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Pete King
Pete King

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Interview Techniques


Interview techniques, it's a subject that we don't like to really talk about, but in reality we should, it is a skill many of us need to learn; not everyone is born with it.

We will go through the what, and how of the usual, famous last stage interview, the behavioural / competency-based interview.

Behavioural, competency-based interview

What is it?

Competency-based interviews are based on the premise that past behaviour is the best predictor of future performance. During an interview, the interviewer will ask questions where you will be required to answer based on your previous experience.

Do not talk about what you would do, it's more geared towards what you have done, what you have experienced.

These style of questions could include challenges you have faced and how you have handled them, opportunities you spotted and taken advantage of, or successes and failures and what you have learned from them.

It's important to be honest, even in failure, showing humility, recognising those failures, and how you'd react to such a situation in the future is something you can lean on; turning a negative into a positive.


First of all, acknowledge the fact you need to prepare, prepare, prepare!

Be prepared

Remember, the competency-based interviewer are seeking answers that are based on your past experience in certain situations, and you need to have a detailed answer.

One method you should consider utilising is known as, STAR.

  • Situation - Describe the context within which you performed a job or faced a challenge at work.
  • Task - Describe your responsibility in that situation.
  • Action - Describe how you completed the task or deal with the challenge.
  • Result - Explain the outcome/result. It may be helpful to emphasize what you accomplished, or what you learned.

It may feel quite repetitive as you answer the ongoing questions from the interviewer, but it's a good method to keep focused, on-track, and to the point; being concise in this style of interview is a good thing.

When a question is asked, you can structure your response something like the following (by no means this is the only way of course):

"The Situation I found myself in was X, and because of this situation, I was responsible for X; given my objective of O. The Actions I took for these where, A, B, and C. After taking these decisive actions, the end Result was Y (and I learned Z).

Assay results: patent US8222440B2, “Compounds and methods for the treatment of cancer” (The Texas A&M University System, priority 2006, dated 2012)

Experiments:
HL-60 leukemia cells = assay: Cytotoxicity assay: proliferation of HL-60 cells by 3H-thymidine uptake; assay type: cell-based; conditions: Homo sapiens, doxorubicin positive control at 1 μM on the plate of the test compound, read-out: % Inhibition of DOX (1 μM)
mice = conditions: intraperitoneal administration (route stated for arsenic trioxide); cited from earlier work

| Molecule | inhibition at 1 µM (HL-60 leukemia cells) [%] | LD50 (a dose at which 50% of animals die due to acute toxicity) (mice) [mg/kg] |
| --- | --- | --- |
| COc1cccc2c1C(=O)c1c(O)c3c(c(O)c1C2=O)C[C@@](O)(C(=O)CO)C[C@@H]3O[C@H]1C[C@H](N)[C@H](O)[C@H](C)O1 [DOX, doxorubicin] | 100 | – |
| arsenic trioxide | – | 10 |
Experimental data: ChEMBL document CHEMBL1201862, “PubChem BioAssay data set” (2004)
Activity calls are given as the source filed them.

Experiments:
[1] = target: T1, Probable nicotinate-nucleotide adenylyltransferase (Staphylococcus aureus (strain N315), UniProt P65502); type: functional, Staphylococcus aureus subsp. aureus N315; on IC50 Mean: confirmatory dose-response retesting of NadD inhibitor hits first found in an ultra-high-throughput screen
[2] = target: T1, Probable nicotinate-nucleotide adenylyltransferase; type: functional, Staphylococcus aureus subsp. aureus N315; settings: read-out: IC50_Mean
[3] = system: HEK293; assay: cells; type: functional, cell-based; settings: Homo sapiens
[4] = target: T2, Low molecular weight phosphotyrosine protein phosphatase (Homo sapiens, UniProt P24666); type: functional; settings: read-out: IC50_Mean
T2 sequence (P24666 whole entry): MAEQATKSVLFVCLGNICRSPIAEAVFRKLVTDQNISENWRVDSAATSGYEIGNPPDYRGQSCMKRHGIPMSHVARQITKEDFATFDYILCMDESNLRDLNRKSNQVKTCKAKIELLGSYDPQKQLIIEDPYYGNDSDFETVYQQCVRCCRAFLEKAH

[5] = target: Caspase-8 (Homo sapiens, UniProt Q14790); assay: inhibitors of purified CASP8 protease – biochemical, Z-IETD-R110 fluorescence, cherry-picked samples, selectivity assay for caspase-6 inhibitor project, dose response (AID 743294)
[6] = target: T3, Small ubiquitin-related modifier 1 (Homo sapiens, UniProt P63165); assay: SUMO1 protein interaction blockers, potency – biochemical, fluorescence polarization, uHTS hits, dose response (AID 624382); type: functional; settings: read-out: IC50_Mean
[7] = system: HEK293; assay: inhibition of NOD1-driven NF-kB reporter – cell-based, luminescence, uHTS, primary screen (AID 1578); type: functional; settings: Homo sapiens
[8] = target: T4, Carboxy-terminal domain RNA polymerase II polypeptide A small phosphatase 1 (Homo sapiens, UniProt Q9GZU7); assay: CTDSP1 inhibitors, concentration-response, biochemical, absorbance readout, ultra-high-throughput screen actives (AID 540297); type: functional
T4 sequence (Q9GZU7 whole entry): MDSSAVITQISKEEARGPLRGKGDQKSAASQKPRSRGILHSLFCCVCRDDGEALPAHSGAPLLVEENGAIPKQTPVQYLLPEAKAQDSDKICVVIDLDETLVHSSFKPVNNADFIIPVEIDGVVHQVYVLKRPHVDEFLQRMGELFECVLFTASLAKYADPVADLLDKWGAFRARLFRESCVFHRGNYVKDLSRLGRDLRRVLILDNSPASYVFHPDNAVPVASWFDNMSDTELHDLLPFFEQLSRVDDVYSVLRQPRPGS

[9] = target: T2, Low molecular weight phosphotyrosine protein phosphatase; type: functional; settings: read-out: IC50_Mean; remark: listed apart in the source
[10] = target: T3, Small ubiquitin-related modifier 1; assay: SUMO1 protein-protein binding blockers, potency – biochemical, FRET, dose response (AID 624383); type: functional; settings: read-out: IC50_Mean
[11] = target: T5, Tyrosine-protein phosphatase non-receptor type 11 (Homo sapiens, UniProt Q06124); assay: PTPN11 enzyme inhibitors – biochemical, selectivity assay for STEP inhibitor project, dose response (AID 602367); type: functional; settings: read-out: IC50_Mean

You can of course mix it up and use different words than I to keep it slightly less repetitive, more your own style and a lot less rigid, but please ensure you use the STAR method in sequential order.

The example phrases I give is small, but remember you are telling a story, make your interviewer feel that way, express the actions you took, and ensure there is a connection to the situation you've described in just enough detail.

If you can attribute any metric in your story, make sure you highlight it in your situation and in the end result, again so there is a connection between the two.

Your goal is to help your interviewer understand the situational context all the way through to the end result.

Once you understand this method, it's time to put in a real effort to prepare yourself.

Open up your favourite word processor etc. and find a bunch of sample questions, and go through and answer each one using the STAR method.

Below is a small list, but there are many you can Google for, and over time, you can build your back catalogue:

  • Tell me about an occasion when you provided exceptional service to a client or stakeholder.

  • Tell me about a time when you failed to deliver.

  • Give me an example of a time when you successfully persuaded others to do something.

  • Describe a situation where you have identified the need for change in a business.

Why do this?

  • This will help reinforce the STAR method

  • Provide yourself a good sum of situations you've been in in the past. It's important to have a back catalogue if you will, of ready situations you can draw upon.

You of course cannot prepare for everything, which is why putting in this effort now will give you the tools at your disposal to be more agile on day.

Be prepared for follow-up questions, some, but not all questions, the interviewer may dive further into a situation you have described, this is just a warning, and another thing to prepare for. It's hard, because you may not remember further information about that particular situation. Be honest with the interviewer if that is the case; otherwise, describe another thin layer of detail that you believe will satisfy the follow-up question.

Final thoughts

I cannot stress enough that preparation is quite necessary, if however, you are sitting many interviews, you may not need to prepare as much each time. This is where your previous preparation becomes a valuable asset.

Before each competency interview, scan through your prep-material the night before and/or just before the interview.

Utilise the STAR method, yes, it's repetitive (I keep saying that :P), I know, but interviews for a lot of people can be stressful, by utilising a method that you can follow each time can really relieve a little bit of stress.

Your back catalogue will prove useful for years to come, you can refer back to your content and it will help you recall situations that occurred in previous job roles you've held.

Now, go on, prepare yourself, you can do it!

You can do it

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